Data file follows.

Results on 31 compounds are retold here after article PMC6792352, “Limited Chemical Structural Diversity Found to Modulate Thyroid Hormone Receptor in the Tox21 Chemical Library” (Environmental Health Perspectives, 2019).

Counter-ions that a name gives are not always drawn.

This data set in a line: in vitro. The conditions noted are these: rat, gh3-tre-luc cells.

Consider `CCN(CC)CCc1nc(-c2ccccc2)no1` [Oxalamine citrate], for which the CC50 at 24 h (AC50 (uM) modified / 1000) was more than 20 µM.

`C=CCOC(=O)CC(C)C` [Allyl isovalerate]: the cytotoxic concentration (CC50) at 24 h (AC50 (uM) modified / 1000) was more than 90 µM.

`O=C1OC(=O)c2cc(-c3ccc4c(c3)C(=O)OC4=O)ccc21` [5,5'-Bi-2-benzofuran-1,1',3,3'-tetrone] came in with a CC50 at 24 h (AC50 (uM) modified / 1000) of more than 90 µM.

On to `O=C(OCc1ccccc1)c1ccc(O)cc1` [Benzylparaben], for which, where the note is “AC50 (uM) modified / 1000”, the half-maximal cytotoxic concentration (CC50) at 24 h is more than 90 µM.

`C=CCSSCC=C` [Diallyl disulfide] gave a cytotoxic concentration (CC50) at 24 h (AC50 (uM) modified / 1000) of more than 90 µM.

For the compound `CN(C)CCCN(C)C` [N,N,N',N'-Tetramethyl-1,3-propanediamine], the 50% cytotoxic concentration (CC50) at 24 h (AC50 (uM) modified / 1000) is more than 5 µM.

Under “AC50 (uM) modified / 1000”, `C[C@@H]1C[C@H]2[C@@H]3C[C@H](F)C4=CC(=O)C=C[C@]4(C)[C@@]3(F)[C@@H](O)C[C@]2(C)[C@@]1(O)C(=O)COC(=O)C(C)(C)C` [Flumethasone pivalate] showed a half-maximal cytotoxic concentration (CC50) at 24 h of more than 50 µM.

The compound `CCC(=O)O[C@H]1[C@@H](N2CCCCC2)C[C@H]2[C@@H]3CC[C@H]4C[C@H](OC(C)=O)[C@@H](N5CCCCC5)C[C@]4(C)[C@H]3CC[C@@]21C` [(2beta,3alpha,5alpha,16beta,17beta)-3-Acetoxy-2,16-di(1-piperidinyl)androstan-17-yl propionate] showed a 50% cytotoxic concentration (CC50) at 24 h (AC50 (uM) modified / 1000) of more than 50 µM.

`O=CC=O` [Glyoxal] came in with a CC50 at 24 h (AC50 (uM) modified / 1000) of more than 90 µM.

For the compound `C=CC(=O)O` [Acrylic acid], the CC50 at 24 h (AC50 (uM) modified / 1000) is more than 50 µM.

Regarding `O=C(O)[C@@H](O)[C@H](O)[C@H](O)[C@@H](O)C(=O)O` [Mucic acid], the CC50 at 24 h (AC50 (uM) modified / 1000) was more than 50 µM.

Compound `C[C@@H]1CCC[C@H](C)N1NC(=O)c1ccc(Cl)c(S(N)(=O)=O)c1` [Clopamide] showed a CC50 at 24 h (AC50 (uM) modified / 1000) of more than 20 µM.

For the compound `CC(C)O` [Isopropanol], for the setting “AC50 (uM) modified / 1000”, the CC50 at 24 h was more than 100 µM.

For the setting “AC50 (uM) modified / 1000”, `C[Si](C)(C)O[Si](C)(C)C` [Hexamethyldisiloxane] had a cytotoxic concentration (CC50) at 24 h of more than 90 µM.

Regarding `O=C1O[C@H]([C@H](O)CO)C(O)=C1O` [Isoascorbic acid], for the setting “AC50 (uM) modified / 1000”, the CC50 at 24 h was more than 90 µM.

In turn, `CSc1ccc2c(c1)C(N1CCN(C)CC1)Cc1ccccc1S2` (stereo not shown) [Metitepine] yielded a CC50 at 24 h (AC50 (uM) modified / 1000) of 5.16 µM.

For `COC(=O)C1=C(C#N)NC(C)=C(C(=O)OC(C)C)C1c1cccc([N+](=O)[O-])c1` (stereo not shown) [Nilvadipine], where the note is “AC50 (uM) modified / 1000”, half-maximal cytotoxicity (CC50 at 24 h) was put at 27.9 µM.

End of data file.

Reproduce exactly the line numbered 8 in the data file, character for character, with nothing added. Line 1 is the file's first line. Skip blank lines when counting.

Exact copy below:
`C=CCSSCC=C` [Diallyl disulfide] gave a cytotoxic concentration (CC50) at 24 h (AC50 (uM) modified / 1000) of more than 90 µM.